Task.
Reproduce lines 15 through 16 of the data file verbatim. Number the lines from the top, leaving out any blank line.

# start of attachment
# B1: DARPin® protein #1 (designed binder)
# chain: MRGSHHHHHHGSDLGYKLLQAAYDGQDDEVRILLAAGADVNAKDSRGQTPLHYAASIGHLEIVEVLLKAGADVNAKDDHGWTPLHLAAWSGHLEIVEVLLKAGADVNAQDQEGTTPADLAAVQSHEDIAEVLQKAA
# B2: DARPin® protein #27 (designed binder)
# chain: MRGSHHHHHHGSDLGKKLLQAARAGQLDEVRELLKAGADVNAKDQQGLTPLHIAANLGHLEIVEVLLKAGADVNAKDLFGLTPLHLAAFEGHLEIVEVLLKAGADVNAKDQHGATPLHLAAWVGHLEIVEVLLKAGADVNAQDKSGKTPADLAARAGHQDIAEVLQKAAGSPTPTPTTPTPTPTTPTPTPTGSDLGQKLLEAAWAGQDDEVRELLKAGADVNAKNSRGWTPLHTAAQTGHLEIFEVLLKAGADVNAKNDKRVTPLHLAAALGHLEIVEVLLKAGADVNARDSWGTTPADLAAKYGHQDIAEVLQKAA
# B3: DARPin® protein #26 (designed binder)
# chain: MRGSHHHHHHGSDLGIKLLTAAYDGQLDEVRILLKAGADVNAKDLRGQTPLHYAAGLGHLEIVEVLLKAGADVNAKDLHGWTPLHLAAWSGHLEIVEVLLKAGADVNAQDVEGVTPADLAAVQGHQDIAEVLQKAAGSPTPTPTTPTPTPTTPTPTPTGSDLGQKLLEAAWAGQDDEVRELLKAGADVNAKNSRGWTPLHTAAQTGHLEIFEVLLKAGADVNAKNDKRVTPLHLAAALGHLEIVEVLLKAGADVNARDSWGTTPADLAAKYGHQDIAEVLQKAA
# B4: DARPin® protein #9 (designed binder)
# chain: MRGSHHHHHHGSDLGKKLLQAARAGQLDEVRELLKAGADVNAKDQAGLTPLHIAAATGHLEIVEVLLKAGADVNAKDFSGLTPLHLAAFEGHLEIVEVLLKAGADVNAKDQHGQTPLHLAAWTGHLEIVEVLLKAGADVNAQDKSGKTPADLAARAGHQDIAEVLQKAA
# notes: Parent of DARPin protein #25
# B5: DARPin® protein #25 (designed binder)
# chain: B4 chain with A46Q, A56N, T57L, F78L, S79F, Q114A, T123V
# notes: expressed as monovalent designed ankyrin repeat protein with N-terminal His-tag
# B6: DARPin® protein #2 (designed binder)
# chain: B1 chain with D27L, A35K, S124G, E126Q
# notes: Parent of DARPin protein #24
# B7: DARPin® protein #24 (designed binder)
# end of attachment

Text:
# notes: Parent of DARPin protein #24
# B7: DARPin® protein #24 (designed binder)